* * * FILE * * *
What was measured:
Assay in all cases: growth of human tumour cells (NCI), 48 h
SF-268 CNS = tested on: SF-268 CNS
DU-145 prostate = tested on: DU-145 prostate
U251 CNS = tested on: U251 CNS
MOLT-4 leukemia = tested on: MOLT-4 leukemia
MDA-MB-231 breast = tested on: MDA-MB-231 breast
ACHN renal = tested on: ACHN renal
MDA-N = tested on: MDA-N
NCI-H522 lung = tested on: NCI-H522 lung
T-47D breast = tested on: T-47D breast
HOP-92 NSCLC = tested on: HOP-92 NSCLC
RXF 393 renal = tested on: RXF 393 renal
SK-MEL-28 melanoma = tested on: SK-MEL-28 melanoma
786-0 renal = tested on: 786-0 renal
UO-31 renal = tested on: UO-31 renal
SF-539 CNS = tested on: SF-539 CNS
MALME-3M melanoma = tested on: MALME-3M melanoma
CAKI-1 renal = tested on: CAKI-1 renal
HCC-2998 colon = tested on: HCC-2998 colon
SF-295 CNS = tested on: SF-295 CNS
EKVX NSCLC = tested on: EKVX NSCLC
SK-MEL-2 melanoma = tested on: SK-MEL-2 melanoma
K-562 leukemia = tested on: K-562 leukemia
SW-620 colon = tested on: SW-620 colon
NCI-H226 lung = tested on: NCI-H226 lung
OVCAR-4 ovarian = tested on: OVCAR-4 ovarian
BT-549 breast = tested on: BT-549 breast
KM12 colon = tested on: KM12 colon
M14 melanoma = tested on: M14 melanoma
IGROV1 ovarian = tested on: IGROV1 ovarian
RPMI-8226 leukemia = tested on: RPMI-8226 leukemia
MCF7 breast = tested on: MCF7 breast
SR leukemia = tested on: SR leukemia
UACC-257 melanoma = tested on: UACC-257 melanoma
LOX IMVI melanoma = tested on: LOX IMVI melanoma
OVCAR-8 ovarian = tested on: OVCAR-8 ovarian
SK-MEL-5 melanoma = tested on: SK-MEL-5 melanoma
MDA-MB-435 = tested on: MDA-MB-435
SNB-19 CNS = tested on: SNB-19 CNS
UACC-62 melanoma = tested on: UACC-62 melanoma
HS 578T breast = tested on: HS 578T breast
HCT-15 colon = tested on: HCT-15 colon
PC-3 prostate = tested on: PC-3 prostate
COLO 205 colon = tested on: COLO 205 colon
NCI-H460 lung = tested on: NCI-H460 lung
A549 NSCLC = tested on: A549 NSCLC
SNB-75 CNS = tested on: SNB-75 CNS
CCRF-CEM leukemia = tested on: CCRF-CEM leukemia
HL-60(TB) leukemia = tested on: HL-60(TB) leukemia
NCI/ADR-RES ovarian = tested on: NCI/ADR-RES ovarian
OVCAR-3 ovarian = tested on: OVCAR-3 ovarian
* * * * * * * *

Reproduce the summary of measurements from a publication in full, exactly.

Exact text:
What was measured:
Assay in all cases: growth of human tumour cells (NCI), 48 h
SF-268 CNS = tested on: SF-268 CNS
DU-145 prostate = tested on: DU-145 prostate
U251 CNS = tested on: U251 CNS
MOLT-4 leukemia = tested on: MOLT-4 leukemia
MDA-MB-231 breast = tested on: MDA-MB-231 breast
ACHN renal = tested on: ACHN renal
MDA-N = tested on: MDA-N
NCI-H522 lung = tested on: NCI-H522 lung
T-47D breast = tested on: T-47D breast
HOP-92 NSCLC = tested on: HOP-92 NSCLC
RXF 393 renal = tested on: RXF 393 renal
SK-MEL-28 melanoma = tested on: SK-MEL-28 melanoma
786-0 renal = tested on: 786-0 renal
UO-31 renal = tested on: UO-31 renal
SF-539 CNS = tested on: SF-539 CNS
MALME-3M melanoma = tested on: MALME-3M melanoma
CAKI-1 renal = tested on: CAKI-1 renal
HCC-2998 colon = tested on: HCC-2998 colon
SF-295 CNS = tested on: SF-295 CNS
EKVX NSCLC = tested on: EKVX NSCLC
SK-MEL-2 melanoma = tested on: SK-MEL-2 melanoma
K-562 leukemia = tested on: K-562 leukemia
SW-620 colon = tested on: SW-620 colon
NCI-H226 lung = tested on: NCI-H226 lung
OVCAR-4 ovarian = tested on: OVCAR-4 ovarian
BT-549 breast = tested on: BT-549 breast
KM12 colon = tested on: KM12 colon
M14 melanoma = tested on: M14 melanoma
IGROV1 ovarian = tested on: IGROV1 ovarian
RPMI-8226 leukemia = tested on: RPMI-8226 leukemia
MCF7 breast = tested on: MCF7 breast
SR leukemia = tested on: SR leukemia
UACC-257 melanoma = tested on: UACC-257 melanoma
LOX IMVI melanoma = tested on: LOX IMVI melanoma
OVCAR-8 ovarian = tested on: OVCAR-8 ovarian
SK-MEL-5 melanoma = tested on: SK-MEL-5 melanoma
MDA-MB-435 = tested on: MDA-MB-435
SNB-19 CNS = tested on: SNB-19 CNS
UACC-62 melanoma = tested on: UACC-62 melanoma
HS 578T breast = tested on: HS 578T breast
HCT-15 colon = tested on: HCT-15 colon
PC-3 prostate = tested on: PC-3 prostate
COLO 205 colon = tested on: COLO 205 colon
NCI-H460 lung = tested on: NCI-H460 lung
A549 NSCLC = tested on: A549 NSCLC
SNB-75 CNS = tested on: SNB-75 CNS
CCRF-CEM leukemia = tested on: CCRF-CEM leukemia
HL-60(TB) leukemia = tested on: HL-60(TB) leukemia
NCI/ADR-RES ovarian = tested on: NCI/ADR-RES ovarian
OVCAR-3 ovarian = tested on: OVCAR-3 ovarian